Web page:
Romantic medievalism

Detail from a painting showing a woman in red clothing with a white headdress

The romance of the Middle Ages fascinated Rossetti from his early years. As a child he would read Sir Walter Scott's novels and medieval ballads. Medieval subjects appeared in his works from the early 1850s when he read the legend of King Arthur. Ruskin also encouraged him to study medieval art. After 1856, when he met the young William Morris and Edward Burne-Jones, fellow medieval enthusiasts, Rossetti's interest became even more intense.

In 1855 Rossetti was approached by the publisher Edward Moxon to contribute to an illustrated edition of Tennyson's poems. It was published in 1857 with illustrations by many artists, including Millais, Hunt and Rossetti.

Rossetti did not illustrate these poems literally, but evoked their spirit, only sometimes using details mentioned in the text. He often invented his own images, including details derived from manuscript illumination and Flemish painting.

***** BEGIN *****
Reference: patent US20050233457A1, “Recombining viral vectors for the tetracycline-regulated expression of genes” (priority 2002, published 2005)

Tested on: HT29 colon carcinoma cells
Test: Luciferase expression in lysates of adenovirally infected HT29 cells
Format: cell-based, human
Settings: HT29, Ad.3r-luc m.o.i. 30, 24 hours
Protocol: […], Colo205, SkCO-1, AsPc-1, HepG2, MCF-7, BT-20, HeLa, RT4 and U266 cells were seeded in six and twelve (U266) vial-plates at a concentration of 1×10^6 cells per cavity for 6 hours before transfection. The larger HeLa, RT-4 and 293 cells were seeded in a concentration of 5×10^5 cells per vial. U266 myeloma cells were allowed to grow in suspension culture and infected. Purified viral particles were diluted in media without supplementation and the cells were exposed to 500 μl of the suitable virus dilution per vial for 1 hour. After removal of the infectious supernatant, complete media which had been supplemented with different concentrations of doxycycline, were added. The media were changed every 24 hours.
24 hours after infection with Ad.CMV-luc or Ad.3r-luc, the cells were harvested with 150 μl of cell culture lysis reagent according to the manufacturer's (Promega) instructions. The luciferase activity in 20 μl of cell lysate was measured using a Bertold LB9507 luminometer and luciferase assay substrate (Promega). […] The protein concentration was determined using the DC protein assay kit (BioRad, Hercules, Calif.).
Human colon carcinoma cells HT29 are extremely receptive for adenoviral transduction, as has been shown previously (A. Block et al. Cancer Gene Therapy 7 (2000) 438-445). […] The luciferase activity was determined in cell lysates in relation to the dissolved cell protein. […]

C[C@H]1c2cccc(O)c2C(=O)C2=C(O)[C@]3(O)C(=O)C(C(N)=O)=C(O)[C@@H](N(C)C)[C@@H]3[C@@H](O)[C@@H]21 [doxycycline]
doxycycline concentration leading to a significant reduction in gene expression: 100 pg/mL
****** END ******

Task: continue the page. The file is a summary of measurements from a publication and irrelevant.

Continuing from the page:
His drawings were transferred on to wood blocks and cut by skilled engravers. Rossetti was not happy with the way his drawings had been cut. Even so, he succeeded in creating a powerful vision of Tennyson's world on a very small scale.

At the same time he continued to create an original vision of the Middle Ages in many other works. These included watercolours and murals at the Oxford Union. They do not attempt to reproduce the reality of medieval life, but to evoke a world of the imagination. They feature intensely glowing colours, playfully inventive details and an emphasis on flatness and surface pattern.

Their rejection of realism or narrative in favour of mood and suggestion make these pioneering works, leading towards the formal abstraction of the Aesthetic Movement.